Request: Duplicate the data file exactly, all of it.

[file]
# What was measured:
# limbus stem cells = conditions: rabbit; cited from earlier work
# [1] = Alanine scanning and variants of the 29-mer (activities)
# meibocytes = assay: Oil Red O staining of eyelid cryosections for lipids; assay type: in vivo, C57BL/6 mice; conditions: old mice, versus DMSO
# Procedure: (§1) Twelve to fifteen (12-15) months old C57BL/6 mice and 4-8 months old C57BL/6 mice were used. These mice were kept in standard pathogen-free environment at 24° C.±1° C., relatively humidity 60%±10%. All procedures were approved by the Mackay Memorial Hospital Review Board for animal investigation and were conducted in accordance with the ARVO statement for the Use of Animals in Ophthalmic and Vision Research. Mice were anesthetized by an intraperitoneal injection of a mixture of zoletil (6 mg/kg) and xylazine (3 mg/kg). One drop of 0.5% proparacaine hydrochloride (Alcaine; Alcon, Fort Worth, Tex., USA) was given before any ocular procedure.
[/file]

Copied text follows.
# What was measured:
# limbus stem cells = conditions: rabbit; cited from earlier work
# [1] = Alanine scanning and variants of the 29-mer (activities)
# meibocytes = assay: Oil Red O staining of eyelid cryosections for lipids; assay type: in vivo, C57BL/6 mice; conditions: old mice, versus DMSO
# Procedure: (§1) Twelve to fifteen (12-15) months old C57BL/6 mice and 4-8 months old C57BL/6 mice were used. These mice were kept in standard pathogen-free environment at 24° C.±1° C., relatively humidity 60%±10%. All procedures were approved by the Mackay Memorial Hospital Review Board for animal investigation and were conducted in accordance with the ARVO statement for the Use of Animals in Ophthalmic and Vision Research. Mice were anesthetized by an intraperitoneal injection of a mixture of zoletil (6 mg/kg) and xylazine (3 mg/kg). One drop of 0.5% proparacaine hydrochloride (Alcaine; Alcon, Fort Worth, Tex., USA) was given before any ocular procedure.